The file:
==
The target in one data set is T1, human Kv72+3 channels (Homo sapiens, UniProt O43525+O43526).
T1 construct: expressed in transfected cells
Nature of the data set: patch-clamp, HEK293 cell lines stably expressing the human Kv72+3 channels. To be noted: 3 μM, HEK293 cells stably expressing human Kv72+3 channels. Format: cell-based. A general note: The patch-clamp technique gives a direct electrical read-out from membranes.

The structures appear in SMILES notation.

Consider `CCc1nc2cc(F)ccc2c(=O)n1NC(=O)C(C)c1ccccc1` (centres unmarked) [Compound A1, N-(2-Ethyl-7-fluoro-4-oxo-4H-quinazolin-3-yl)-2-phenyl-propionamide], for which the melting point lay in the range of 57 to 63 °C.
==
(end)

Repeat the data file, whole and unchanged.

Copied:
The target in one data set is T1, human Kv72+3 channels (Homo sapiens, UniProt O43525+O43526).
T1 construct: expressed in transfected cells
Nature of the data set: patch-clamp, HEK293 cell lines stably expressing the human Kv72+3 channels. To be noted: 3 μM, HEK293 cells stably expressing human Kv72+3 channels. Format: cell-based. A general note: The patch-clamp technique gives a direct electrical read-out from membranes.

The structures appear in SMILES notation.

Consider `CCc1nc2cc(F)ccc2c(=O)n1NC(=O)C(C)c1ccccc1` (centres unmarked) [Compound A1, N-(2-Ethyl-7-fluoro-4-oxo-4H-quinazolin-3-yl)-2-phenyl-propionamide], for which the melting point lay in the range of 57 to 63 °C.